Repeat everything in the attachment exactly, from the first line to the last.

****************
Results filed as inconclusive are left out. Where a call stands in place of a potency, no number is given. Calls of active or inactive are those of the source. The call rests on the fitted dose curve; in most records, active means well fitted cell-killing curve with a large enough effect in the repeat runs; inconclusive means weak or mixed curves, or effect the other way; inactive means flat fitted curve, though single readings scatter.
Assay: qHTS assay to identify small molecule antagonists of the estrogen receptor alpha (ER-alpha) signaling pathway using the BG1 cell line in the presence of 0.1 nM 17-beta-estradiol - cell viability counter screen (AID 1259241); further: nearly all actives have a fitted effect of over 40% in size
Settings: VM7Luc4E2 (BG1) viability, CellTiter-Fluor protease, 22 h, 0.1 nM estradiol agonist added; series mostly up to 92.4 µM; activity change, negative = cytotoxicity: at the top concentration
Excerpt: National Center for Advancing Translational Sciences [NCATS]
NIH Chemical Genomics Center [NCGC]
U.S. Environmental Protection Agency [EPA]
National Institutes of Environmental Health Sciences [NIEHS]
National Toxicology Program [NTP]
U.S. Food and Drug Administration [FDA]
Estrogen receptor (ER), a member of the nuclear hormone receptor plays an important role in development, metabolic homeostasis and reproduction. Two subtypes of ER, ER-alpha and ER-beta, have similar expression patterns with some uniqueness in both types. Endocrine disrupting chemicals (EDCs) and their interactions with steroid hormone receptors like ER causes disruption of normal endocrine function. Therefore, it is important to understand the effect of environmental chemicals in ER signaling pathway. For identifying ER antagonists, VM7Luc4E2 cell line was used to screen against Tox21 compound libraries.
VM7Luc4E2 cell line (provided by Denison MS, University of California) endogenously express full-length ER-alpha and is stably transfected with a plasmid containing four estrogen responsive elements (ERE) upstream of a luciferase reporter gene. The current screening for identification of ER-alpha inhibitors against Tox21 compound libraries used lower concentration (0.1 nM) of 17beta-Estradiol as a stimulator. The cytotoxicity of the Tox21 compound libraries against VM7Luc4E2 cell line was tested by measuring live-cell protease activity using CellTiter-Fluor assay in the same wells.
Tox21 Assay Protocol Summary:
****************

Results filed as inconclusive are left out. Where a call stands in place of a potency, no number is given. Calls of active or inactive are those of the source. The call rests on the fitted dose curve; in most records, active means well fitted cell-killing curve with a large enough effect in the repeat runs; inconclusive means weak or mixed curves, or effect the other way; inactive means flat fitted curve, though single readings scatter.
Assay: qHTS assay to identify small molecule antagonists of the estrogen receptor alpha (ER-alpha) signaling pathway using the BG1 cell line in the presence of 0.1 nM 17-beta-estradiol - cell viability counter screen (AID 1259241); further: nearly all actives have a fitted effect of over 40% in size
Settings: VM7Luc4E2 (BG1) viability, CellTiter-Fluor protease, 22 h, 0.1 nM estradiol agonist added; series mostly up to 92.4 µM; activity change, negative = cytotoxicity: at the top concentration
Excerpt: National Center for Advancing Translational Sciences [NCATS]
NIH Chemical Genomics Center [NCGC]
U.S. Environmental Protection Agency [EPA]
National Institutes of Environmental Health Sciences [NIEHS]
National Toxicology Program [NTP]
U.S. Food and Drug Administration [FDA]
Estrogen receptor (ER), a member of the nuclear hormone receptor plays an important role in development, metabolic homeostasis and reproduction. Two subtypes of ER, ER-alpha and ER-beta, have similar expression patterns with some uniqueness in both types. Endocrine disrupting chemicals (EDCs) and their interactions with steroid hormone receptors like ER causes disruption of normal endocrine function. Therefore, it is important to understand the effect of environmental chemicals in ER signaling pathway. For identifying ER antagonists, VM7Luc4E2 cell line was used to screen against Tox21 compound libraries.
VM7Luc4E2 cell line (provided by Denison MS, University of California) endogenously express full-length ER-alpha and is stably transfected with a plasmid containing four estrogen responsive elements (ERE) upstream of a luciferase reporter gene. The current screening for identification of ER-alpha inhibitors against Tox21 compound libraries used lower concentration (0.1 nM) of 17beta-Estradiol as a stimulator. The cytotoxicity of the Tox21 compound libraries against VM7Luc4E2 cell line was tested by measuring live-cell protease activity using CellTiter-Fluor assay in the same wells.
Tox21 Assay Protocol Summary: